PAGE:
If you have any comments or feedback, you can drop me an email at nico[at]failory.com.
I found it surprising that the top reason for failure was product-market fit followed by team. I would have thought finance (#3) and tech (#4) would rank higher.
If people want your product, but you can't deliver because of tech, that might be promising enough to get funding for a better team. The dependency on a 3rd party product that's pulled seems real and dangerous though; you can't have security if you're built on something you don't control and can't replace under pressure.
It took me a while to realize that that’s just how Amazon operates. Carry out experiments all the time, most fail, but the ones who click take off spectacularly. As Bezos says, don’t take Hail Mary bet. Take smaller bets all the time.
> Disclaimer: the interviews are qualitative, even though the founders were asked similar questions, they weren’t asked to fill out a survey, so to gather the “data” I had to interpret their words and put them into boxes.
Points for being up-front about that, though.
I know a guy who got government SaaS and IoT contracts with little more than the knowledge of PHP for Dummies and Arduino.
“It runs” is more than enough in most cases. You can get by with “it runs 90% of the time” too.
The thing about tech problems is that they don't show up as tech problems unless they are really bad. They usually show up in lack of product-market fit, lack of adoption, high turnover, and difficulty with sales and marketing.
For example if you chose Electron for your app and put no effort whatsoever into slimming down what you are running inside, users might decide they don't want to use your app because it uses too much CPU and RAM. If you use a slow database as your SaaS app/site's backend, your site will be slow and users might bounce during trial. If you pick an unwieldy, bug-prone, or weird (a.k.a. hard to hire) technology you might experience a slow development cycle and find it hard to build enough features or fix enough problems.
Most of the time people won't tell you these things. They'll just move on. Some of them are subconscious, like performance issues. The app just doesn't "feel" good, it's not a pleasure to use, etc.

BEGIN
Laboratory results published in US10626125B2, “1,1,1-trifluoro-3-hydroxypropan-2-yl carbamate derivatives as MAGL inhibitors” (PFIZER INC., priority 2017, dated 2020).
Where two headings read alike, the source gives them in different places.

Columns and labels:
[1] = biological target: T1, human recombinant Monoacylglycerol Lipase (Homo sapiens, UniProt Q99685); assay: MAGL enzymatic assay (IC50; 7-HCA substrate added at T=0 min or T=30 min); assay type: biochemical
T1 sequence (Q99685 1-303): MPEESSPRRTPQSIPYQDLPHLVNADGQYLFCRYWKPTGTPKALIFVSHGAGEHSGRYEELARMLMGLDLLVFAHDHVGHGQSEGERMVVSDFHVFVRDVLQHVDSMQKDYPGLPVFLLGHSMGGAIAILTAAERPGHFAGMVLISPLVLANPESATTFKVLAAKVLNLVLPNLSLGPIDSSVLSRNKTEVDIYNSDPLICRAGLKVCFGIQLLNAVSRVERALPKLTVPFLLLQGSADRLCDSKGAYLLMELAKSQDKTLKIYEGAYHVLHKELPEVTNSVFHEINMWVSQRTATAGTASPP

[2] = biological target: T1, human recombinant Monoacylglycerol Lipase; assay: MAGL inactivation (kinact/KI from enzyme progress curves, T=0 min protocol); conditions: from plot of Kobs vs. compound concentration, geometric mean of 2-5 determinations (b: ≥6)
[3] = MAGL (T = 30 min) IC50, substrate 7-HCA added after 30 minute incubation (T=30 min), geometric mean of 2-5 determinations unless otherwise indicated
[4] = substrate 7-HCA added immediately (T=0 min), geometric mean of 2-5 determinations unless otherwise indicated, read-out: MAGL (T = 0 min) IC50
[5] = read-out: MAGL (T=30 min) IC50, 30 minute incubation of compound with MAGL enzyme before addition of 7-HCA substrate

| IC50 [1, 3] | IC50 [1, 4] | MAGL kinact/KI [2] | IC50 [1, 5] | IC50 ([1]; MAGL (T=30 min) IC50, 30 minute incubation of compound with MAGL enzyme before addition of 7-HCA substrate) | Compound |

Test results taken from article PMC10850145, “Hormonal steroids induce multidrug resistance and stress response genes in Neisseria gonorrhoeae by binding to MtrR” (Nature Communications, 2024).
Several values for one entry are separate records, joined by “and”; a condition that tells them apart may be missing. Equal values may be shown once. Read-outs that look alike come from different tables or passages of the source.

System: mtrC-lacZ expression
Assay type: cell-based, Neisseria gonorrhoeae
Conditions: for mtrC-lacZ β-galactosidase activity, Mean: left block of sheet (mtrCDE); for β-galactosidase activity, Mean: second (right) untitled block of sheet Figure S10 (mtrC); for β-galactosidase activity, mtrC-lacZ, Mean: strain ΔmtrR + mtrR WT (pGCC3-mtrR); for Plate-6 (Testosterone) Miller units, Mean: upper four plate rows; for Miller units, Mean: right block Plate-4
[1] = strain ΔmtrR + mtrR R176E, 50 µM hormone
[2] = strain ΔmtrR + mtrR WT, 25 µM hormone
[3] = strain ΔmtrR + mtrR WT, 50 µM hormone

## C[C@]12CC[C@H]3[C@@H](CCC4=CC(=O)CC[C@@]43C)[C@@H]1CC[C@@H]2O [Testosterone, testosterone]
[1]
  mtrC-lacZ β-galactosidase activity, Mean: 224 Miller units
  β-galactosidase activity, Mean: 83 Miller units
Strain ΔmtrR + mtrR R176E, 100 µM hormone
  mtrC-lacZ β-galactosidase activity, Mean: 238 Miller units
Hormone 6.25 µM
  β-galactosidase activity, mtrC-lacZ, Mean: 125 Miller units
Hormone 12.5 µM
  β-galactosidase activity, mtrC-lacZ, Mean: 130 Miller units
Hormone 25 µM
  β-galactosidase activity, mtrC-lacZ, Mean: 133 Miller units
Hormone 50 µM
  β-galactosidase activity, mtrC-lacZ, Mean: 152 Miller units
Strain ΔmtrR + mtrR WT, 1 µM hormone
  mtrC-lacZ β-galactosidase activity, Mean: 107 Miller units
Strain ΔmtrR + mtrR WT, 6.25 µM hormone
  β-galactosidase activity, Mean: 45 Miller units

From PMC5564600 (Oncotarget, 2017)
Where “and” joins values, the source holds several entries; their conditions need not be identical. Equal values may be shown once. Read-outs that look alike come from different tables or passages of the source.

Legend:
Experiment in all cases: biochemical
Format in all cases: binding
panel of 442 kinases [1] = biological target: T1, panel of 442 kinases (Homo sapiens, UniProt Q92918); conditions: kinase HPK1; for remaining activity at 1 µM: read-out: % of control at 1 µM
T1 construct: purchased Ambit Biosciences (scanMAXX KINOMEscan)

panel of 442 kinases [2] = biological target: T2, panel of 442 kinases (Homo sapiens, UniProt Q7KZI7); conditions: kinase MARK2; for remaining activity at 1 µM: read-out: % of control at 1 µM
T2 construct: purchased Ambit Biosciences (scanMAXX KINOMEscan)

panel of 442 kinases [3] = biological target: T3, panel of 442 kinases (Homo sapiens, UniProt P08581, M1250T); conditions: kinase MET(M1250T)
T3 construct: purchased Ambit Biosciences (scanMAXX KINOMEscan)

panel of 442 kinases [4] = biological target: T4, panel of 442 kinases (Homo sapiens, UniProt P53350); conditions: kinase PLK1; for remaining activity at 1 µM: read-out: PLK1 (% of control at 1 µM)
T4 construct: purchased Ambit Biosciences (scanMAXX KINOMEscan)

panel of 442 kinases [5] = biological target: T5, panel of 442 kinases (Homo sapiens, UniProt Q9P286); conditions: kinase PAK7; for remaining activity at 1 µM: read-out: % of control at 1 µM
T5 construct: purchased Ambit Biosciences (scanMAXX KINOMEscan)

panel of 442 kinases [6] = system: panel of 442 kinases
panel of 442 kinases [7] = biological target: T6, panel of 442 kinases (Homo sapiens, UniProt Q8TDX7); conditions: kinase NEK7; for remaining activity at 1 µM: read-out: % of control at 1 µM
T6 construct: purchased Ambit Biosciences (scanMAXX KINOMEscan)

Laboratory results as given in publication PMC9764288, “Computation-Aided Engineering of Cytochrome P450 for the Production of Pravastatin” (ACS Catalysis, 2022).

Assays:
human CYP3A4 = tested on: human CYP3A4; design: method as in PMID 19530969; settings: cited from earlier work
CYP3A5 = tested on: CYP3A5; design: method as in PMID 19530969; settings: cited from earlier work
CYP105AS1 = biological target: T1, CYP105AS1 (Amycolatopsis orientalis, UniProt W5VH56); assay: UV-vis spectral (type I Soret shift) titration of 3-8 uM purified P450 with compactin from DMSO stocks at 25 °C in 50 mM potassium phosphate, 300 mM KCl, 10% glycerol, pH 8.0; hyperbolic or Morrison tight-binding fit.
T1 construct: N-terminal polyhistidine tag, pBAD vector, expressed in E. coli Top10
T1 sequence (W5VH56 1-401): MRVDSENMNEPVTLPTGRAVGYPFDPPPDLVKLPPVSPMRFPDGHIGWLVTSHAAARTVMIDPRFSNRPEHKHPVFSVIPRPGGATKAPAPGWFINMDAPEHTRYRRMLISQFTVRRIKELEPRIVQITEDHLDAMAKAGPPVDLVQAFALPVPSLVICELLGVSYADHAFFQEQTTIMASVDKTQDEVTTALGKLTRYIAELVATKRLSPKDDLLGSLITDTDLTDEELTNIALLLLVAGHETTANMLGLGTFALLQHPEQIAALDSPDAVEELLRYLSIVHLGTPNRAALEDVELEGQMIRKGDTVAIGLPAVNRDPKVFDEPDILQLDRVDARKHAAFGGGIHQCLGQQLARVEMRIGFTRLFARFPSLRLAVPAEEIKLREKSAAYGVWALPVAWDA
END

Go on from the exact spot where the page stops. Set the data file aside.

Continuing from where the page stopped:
If you are trying to sell shit on a stick, your problem may not be marketing... but you can always blame it on marketing! If your stack makes your development cycle slow, maybe you're not finding product-market fit because you're hiking through the woods with an elephant strapped to your back.
Good tech choices are fundament. They enable everything else to work well. You need everything else of course... good tech alone won't cut it. But the rest of your company's operations are going to flounder if they are not properly equipped or if the product sucks.
1. Deliberate obfuscation by main actors who want to protect their jobs ("It is difficult to get a person to understand something, when their salary depends on their not understanding it.")
2. Continental drift- the farther you get from the action (or, more likely, the set of actions) that precipitated the event, the more you rely on memory and hearsay
3. "The Rage to Conclude"- humans LOVE denouement, to “know”, to have things wrapped up and make sense. But rarely is the world so simple. We try to boil a set of reasons down into one über-reason
With this particular article, I categorize it in "content marketing babble": advice that is generalized to the point that it is not useful to me. The Common Lessons section leaves me with general advice but no tractable ways to understand what that looks like in the real world with real constraints and stresses.
IMO, the Lean: validation section could be extremely valuable IFF they supplied hard examples from the failed startup dataset that fueled this article. Like "Here are links to the case studies where the team behind [Closed Company A] felt that they could have spent more time validating before building. This is the featureset that they built prematurely, and here they ponder on ways they might have tested it cheaply"
All that aside: